Finnish: The language with infinite grammar
10 facts about the Finnish Language
Origin of the language
Finnish originated in the mountains of Novgorod, which are in Russia.
History of the language
It is believed to have originated around 1500–1000 BCE.
Learning the language
It takes about 1100 hours to learn Finnish as an English speaker.
Finnish for beginners
Ten common words to start learning in Finnish:
The opposite of creativity is cynicism.
Author, educator and philosopher
A strong desire derives a person straight through the hardest rock.
Novelist and author
Youth is a time of joy and poetry. Poetry produces joy, joy poetry.
Author and social critic
Fun facts about the Finnish language
Not from the Finns
The evolution of the Finnish language did not officially come from the Finns. It is a Uralic language that originated in the rural area of Russia.
Word of magic
The first known sample of handwritten Finnish was discovered in Novgorod, Russia, during the middle of the 12th century; it was a spell.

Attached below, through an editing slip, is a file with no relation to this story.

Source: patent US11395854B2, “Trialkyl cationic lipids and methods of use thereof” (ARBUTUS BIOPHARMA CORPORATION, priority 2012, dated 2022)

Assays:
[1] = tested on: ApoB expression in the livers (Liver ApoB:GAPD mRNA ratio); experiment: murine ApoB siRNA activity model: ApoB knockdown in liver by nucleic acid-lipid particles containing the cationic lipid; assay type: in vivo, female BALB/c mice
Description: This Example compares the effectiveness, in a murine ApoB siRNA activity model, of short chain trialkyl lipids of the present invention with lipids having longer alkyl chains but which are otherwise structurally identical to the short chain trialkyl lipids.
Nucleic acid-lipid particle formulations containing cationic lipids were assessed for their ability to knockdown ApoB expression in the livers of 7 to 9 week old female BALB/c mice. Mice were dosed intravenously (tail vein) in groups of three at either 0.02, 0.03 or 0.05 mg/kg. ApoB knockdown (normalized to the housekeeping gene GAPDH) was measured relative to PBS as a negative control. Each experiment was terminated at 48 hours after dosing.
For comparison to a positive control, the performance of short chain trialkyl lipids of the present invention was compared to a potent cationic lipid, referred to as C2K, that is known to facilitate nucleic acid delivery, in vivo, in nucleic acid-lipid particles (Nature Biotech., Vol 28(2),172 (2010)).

The Finnish alphabet acquired “a” and “o” from the Swedish alphabet which pronounces “a” as "ahh." Moreover, like English, it uses Latin letters.
Fewer speakers than Finns
The number of Finnish speakers is smaller than Finland's overall population.
Heavy metal music scene
The Finnish language is considered the official language of metalheads.
One internationally recognized word
Finland developed the sauna, which has become a national cultural icon. Throughout the world, the spelling remains the same but is pronounced differently than in Finland (sow-nah).
Minimal concept of formal and informal
There is not much emphasis on formal and informal speech in the Finnish language. However, there are very few formal expressions in Finnish.
Seven main dialects
In Finland, there are seven primary dialects, each with its own sub-dialects and colloquial words.
One word can say a lot
Finns do not let their sentences drag on, which is another interesting fact about the Finnish language. Unlike in English, a single Finnish word can represent an entire phrase.
No gender pronouns
There is only a single unisex word for gender identification "hän", which can signify both "he" and "she."